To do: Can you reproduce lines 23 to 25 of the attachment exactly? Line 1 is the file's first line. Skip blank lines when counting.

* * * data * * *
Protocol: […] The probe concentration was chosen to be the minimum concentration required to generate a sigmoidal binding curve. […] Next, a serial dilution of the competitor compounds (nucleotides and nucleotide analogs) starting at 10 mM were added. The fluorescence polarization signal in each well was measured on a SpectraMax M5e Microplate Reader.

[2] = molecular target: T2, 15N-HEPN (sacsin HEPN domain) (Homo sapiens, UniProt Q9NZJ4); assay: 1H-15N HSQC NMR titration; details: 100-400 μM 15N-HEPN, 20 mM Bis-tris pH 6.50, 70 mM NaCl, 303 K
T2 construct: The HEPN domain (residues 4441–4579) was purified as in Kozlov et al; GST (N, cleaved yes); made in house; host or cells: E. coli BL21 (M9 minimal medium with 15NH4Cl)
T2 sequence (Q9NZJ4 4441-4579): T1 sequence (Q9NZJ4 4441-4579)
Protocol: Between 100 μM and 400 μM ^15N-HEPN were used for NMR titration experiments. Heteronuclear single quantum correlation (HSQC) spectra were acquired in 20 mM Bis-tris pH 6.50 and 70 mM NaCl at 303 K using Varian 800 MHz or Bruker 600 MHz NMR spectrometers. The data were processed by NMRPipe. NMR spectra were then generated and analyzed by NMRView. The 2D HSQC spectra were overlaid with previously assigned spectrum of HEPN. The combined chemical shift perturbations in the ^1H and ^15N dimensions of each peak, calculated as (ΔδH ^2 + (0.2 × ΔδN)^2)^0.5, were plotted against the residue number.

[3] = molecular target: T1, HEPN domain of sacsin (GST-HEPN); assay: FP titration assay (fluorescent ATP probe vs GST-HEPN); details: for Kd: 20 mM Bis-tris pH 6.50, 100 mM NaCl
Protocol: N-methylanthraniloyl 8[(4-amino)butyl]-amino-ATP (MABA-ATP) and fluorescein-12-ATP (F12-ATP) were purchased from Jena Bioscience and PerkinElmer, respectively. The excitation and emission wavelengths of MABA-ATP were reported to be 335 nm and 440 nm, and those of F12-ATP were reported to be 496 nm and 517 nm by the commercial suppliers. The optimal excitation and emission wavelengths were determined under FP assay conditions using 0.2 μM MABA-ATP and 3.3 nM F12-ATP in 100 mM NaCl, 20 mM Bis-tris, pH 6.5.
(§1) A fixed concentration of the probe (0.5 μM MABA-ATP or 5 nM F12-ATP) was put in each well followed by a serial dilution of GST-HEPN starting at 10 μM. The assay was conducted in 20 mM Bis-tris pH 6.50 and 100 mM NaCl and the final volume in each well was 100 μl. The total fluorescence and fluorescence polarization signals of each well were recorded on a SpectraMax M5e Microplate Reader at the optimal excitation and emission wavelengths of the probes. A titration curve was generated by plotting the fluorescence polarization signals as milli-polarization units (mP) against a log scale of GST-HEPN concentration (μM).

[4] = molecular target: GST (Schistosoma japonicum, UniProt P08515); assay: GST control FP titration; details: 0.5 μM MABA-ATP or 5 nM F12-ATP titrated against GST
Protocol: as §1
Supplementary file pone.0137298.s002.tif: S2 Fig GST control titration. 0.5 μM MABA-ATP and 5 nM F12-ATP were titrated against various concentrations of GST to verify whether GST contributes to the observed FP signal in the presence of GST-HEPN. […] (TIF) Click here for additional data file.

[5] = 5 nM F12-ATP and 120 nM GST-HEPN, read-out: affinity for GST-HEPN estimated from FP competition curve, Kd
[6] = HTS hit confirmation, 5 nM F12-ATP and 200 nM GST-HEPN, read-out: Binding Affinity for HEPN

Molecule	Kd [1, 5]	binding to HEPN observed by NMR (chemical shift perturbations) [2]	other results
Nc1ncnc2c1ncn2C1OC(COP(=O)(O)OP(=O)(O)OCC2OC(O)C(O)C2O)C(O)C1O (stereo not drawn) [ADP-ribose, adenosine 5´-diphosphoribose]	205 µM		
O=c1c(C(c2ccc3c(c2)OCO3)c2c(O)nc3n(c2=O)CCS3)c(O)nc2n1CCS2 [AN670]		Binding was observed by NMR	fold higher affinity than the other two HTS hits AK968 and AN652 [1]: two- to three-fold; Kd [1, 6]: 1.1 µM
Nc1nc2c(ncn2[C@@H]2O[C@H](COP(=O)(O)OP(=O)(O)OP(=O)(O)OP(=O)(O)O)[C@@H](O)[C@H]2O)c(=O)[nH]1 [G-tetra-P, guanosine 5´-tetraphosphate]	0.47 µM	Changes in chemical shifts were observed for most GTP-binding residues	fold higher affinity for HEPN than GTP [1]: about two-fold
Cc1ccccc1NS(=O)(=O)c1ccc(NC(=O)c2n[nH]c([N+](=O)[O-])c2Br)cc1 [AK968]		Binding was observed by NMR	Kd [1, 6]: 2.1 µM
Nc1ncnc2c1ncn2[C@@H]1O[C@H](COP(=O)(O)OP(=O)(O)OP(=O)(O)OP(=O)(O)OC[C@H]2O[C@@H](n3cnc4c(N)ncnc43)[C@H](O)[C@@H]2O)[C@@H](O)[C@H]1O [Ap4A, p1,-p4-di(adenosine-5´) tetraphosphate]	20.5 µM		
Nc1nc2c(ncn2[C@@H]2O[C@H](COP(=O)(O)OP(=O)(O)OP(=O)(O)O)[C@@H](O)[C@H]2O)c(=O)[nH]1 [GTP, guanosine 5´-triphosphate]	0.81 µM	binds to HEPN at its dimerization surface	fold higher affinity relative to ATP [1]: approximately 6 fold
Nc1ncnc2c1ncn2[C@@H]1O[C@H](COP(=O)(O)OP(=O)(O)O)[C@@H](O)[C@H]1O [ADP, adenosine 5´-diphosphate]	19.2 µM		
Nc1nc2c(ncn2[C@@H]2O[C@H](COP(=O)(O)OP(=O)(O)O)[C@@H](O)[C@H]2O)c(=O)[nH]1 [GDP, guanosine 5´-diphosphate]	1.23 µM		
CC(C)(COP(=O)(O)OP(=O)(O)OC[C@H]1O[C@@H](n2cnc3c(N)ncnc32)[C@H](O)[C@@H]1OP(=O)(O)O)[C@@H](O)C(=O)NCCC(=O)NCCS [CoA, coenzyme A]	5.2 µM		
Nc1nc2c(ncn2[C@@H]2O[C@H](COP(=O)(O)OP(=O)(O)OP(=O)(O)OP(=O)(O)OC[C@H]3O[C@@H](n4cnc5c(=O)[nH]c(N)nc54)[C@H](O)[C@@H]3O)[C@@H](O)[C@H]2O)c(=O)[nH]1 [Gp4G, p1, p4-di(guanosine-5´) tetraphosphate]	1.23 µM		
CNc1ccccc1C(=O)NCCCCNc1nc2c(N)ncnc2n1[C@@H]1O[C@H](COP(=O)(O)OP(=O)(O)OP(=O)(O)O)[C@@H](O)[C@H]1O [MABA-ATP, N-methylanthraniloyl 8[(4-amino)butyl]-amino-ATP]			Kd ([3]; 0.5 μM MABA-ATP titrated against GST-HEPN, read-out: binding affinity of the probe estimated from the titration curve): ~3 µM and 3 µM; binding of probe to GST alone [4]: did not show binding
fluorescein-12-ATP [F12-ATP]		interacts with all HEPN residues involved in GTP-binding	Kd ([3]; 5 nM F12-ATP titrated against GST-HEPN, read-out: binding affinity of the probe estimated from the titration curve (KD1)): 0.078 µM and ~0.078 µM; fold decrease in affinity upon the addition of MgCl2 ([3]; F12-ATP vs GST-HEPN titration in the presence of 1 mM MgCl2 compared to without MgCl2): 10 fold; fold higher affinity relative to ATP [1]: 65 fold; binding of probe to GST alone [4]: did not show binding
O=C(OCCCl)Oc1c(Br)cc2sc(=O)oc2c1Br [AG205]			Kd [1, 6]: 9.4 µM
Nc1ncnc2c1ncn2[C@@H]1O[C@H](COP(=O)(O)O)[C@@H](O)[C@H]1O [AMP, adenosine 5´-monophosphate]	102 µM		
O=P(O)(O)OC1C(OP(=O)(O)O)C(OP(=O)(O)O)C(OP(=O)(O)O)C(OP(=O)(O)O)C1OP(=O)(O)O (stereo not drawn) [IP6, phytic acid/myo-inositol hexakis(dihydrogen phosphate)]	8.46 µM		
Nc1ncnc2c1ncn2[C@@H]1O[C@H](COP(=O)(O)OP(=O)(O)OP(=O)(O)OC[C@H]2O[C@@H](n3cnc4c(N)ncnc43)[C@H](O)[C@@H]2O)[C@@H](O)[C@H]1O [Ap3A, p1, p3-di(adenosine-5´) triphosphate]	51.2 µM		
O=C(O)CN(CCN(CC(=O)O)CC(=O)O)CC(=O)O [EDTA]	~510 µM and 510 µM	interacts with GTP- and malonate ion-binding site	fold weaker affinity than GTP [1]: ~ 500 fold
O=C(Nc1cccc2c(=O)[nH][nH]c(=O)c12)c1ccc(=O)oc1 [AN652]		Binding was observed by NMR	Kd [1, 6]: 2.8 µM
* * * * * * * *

CC(C)(COP(=O)(O)OP(=O)(O)OC[C@H]1O[C@@H](n2cnc3c(N)ncnc32)[C@H](O)[C@@H]1OP(=O)(O)O)[C@@H](O)C(=O)NCCC(=O)NCCS [CoA, coenzyme A]	5.2 µM		
Nc1nc2c(ncn2[C@@H]2O[C@H](COP(=O)(O)OP(=O)(O)OP(=O)(O)OP(=O)(O)OC[C@H]3O[C@@H](n4cnc5c(=O)[nH]c(N)nc54)[C@H](O)[C@@H]3O)[C@@H](O)[C@H]2O)c(=O)[nH]1 [Gp4G, p1, p4-di(guanosine-5´) tetraphosphate]	1.23 µM		
CNc1ccccc1C(=O)NCCCCNc1nc2c(N)ncnc2n1[C@@H]1O[C@H](COP(=O)(O)OP(=O)(O)OP(=O)(O)O)[C@@H](O)[C@H]1O [MABA-ATP, N-methylanthraniloyl 8[(4-amino)butyl]-amino-ATP]			Kd ([3]; 0.5 μM MABA-ATP titrated against GST-HEPN, read-out: binding affinity of the probe estimated from the titration curve): ~3 µM and 3 µM; binding of probe to GST alone [4]: did not show binding